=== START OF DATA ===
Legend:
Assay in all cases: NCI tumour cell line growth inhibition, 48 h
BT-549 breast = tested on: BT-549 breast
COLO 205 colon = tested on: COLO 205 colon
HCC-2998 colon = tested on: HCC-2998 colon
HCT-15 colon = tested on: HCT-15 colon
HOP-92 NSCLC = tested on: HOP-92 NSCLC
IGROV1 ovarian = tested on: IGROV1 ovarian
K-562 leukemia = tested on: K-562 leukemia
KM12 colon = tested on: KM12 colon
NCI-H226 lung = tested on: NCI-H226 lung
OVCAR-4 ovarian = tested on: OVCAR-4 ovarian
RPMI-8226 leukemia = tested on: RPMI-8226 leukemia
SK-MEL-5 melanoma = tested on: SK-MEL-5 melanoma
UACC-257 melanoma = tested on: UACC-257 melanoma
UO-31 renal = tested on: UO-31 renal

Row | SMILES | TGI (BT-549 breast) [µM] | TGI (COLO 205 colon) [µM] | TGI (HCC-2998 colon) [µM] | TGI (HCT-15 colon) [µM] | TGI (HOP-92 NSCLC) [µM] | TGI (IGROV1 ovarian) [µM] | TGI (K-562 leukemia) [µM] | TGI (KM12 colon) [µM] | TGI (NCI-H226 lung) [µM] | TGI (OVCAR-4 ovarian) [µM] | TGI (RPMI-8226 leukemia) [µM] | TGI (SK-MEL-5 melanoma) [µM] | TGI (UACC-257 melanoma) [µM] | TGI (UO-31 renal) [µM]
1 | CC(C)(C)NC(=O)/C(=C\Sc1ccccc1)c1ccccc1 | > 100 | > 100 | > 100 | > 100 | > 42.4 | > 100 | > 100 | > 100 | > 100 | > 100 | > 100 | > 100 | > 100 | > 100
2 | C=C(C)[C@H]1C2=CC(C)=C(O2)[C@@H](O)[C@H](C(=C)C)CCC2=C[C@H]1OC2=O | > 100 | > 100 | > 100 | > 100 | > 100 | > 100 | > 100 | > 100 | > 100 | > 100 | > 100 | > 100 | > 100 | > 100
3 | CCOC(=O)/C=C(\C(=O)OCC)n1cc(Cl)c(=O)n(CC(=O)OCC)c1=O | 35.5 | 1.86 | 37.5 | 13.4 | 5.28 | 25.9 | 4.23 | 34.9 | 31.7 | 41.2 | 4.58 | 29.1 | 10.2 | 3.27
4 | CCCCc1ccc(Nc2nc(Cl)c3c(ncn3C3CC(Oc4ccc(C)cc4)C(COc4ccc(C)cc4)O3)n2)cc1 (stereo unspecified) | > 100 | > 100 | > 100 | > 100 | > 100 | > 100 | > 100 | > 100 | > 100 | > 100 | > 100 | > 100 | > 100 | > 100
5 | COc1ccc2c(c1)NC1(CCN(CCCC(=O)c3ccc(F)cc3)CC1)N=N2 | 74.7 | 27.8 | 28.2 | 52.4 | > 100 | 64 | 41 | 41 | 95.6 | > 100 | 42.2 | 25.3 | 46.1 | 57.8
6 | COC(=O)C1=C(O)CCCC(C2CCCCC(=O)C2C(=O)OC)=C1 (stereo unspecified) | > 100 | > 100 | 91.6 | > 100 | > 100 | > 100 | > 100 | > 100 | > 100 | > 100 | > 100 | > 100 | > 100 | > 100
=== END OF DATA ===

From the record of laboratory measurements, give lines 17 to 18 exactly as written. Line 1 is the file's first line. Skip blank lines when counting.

Row | SMILES | TGI (BT-549 breast) [µM] | TGI (COLO 205 colon) [µM] | TGI (HCC-2998 colon) [µM] | TGI (HCT-15 colon) [µM] | TGI (HOP-92 NSCLC) [µM] | TGI (IGROV1 ovarian) [µM] | TGI (K-562 leukemia) [µM] | TGI (KM12 colon) [µM] | TGI (NCI-H226 lung) [µM] | TGI (OVCAR-4 ovarian) [µM] | TGI (RPMI-8226 leukemia) [µM] | TGI (SK-MEL-5 melanoma) [µM] | TGI (UACC-257 melanoma) [µM] | TGI (UO-31 renal) [µM]
1 | CC(C)(C)NC(=O)/C(=C\Sc1ccccc1)c1ccccc1 | > 100 | > 100 | > 100 | > 100 | > 42.4 | > 100 | > 100 | > 100 | > 100 | > 100 | > 100 | > 100 | > 100 | > 100